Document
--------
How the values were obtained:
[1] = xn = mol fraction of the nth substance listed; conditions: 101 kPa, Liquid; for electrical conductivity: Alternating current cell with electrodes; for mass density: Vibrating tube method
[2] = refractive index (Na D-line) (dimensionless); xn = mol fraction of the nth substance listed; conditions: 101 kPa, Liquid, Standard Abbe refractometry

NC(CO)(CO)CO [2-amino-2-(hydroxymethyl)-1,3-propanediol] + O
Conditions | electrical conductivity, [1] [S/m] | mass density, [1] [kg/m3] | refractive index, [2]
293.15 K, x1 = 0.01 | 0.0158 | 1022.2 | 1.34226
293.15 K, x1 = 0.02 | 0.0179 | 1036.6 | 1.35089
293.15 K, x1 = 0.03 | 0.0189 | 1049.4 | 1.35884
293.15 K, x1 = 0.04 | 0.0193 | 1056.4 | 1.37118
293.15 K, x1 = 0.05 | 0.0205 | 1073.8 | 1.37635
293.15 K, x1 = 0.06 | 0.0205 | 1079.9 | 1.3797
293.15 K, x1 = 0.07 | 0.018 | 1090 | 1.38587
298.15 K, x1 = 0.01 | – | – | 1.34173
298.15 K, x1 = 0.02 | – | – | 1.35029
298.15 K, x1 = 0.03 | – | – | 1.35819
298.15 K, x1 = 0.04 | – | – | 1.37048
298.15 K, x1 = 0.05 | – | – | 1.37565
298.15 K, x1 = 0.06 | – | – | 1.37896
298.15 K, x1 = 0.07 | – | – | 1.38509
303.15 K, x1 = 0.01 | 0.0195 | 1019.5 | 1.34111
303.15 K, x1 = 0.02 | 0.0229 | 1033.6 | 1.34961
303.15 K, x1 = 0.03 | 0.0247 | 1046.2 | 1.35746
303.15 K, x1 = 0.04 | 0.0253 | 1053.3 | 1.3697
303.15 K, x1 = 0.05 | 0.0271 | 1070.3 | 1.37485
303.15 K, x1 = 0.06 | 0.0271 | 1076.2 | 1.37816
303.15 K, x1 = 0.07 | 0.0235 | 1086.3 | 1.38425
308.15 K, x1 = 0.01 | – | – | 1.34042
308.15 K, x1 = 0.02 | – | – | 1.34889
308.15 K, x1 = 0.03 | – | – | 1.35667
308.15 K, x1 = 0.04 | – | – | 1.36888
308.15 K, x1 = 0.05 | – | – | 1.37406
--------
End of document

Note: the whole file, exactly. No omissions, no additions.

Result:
How the values were obtained:
[1] = xn = mol fraction of the nth substance listed; conditions: 101 kPa, Liquid; for electrical conductivity: Alternating current cell with electrodes; for mass density: Vibrating tube method
[2] = refractive index (Na D-line) (dimensionless); xn = mol fraction of the nth substance listed; conditions: 101 kPa, Liquid, Standard Abbe refractometry

NC(CO)(CO)CO [2-amino-2-(hydroxymethyl)-1,3-propanediol] + O
Conditions | electrical conductivity, [1] [S/m] | mass density, [1] [kg/m3] | refractive index, [2]
293.15 K, x1 = 0.01 | 0.0158 | 1022.2 | 1.34226
293.15 K, x1 = 0.02 | 0.0179 | 1036.6 | 1.35089
293.15 K, x1 = 0.03 | 0.0189 | 1049.4 | 1.35884
293.15 K, x1 = 0.04 | 0.0193 | 1056.4 | 1.37118
293.15 K, x1 = 0.05 | 0.0205 | 1073.8 | 1.37635
293.15 K, x1 = 0.06 | 0.0205 | 1079.9 | 1.3797
293.15 K, x1 = 0.07 | 0.018 | 1090 | 1.38587
298.15 K, x1 = 0.01 | – | – | 1.34173
298.15 K, x1 = 0.02 | – | – | 1.35029
298.15 K, x1 = 0.03 | – | – | 1.35819
298.15 K, x1 = 0.04 | – | – | 1.37048
298.15 K, x1 = 0.05 | – | – | 1.37565
298.15 K, x1 = 0.06 | – | – | 1.37896
298.15 K, x1 = 0.07 | – | – | 1.38509
303.15 K, x1 = 0.01 | 0.0195 | 1019.5 | 1.34111
303.15 K, x1 = 0.02 | 0.0229 | 1033.6 | 1.34961
303.15 K, x1 = 0.03 | 0.0247 | 1046.2 | 1.35746
303.15 K, x1 = 0.04 | 0.0253 | 1053.3 | 1.3697
303.15 K, x1 = 0.05 | 0.0271 | 1070.3 | 1.37485
303.15 K, x1 = 0.06 | 0.0271 | 1076.2 | 1.37816
303.15 K, x1 = 0.07 | 0.0235 | 1086.3 | 1.38425
308.15 K, x1 = 0.01 | – | – | 1.34042
308.15 K, x1 = 0.02 | – | – | 1.34889
308.15 K, x1 = 0.03 | – | – | 1.35667
308.15 K, x1 = 0.04 | – | – | 1.36888
308.15 K, x1 = 0.05 | – | – | 1.37406